The Gospel according to St Mark can seem like something of a Cinderella among the Gospels. For many hundreds of years it was used in public worship far less than any other of the Gospels. It never attracted the great –indeed the encyclopaedic – commentaries of scholars and saints across the centuries. Unlike St John’s Gospel, where everybody who was anybody in the history of the Christian Church seemed to want to write a commentary on it, St Mark attracted relatively little attention from the great expositors of Scripture in the early and mediaeval Church. Its brevity made it seem less useful than the fuller accounts of the other Gospel writers, and its style and language are apparently very straightforward (apparently; as we shall see, there’s rather more to it than that). In the most solemn week of the Christian year, the week leading up to Easter, it was the narratives of Matthew and John that were used in public worship and that eventually attracted the great musical settings like those of Johann Sebastian Bach (he did write a setting of Mark’s Passion narrative but nothing survives, probably because it would not have had a prominent place in the regular liturgy of Holy Week like the others).
And yet, Mark’s Gospel still has, for all sorts of readers, an exceptional impact. Two of the foremost Christian communicators of the twentieth century– one of them happily still with us – have claimed that they owe their Christian faith simply to readingMark without any particular preparation. The great German Protestant theologian Jürgen Moltmann was a prisoner of war in Scotland in 1945; he and his fellow-prisoners had just been shown photographs of the horrors in the camps of Belsen and Buchenwald, and were dealing with the nightmare realization that they had been fighting for a regime responsible for unimagined atrocity. Moltmann had little Christian background and no theological education, but when an army chaplain distributed copies of the Bible,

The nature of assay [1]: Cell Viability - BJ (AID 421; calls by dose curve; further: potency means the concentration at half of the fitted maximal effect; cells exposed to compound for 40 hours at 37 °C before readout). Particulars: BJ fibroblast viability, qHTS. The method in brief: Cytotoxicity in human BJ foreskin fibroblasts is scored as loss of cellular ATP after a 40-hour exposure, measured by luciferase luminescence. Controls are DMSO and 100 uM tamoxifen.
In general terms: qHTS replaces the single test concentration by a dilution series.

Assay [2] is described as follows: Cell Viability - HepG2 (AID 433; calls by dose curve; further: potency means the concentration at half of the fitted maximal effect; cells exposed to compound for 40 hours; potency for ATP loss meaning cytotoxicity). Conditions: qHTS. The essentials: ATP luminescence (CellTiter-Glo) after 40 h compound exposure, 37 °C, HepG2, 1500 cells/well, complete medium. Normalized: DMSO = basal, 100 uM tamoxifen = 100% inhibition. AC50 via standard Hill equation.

‘I read Mark’s Gospel as a whole and came to the story of the passion ; when I heard Jesus’ death cry, ‘My God, my God, why have you forsaken me?’ I felt growing within me the conviction:this is someone who understands you completely, who is with you in your cry to God and has felt the same forsakenness you are living in now . . . I summoned up the courage to live again.’ 
A similar story is told by the late Metropolitan Anthony Bloom, who did so much to open up to Westerners the Russian Orthodox tradition of prayer. As a sceptical young man he had been persuaded to attend a camp for young Russians, and attended an address by a celebrated and very saintly Orthodox theologian. The address infuriated and disgusted him, and he went home determined to confirm for himself the emptiness and stupidity of Christianity by reading the Gospels; he chose to start with Mark simply because it was the shortest.
‘The feelingI had occurs sometimes when you are walking along in the street, and suddenly you turn round because you feel someone is looking at you. While I was reading, before I reached the beginning of the third chapter, I suddenly became aware that on the other side of my desk there was a Presence…
I realized immediately: if Christ is standing here alive, that means he is the risen Christ.’ 
He committed himself there and then to the Christian faith and lived it out in a variety of costly ways for the next seventy years, bringing many other people to the acknowledgement of that same Presence he had encountered.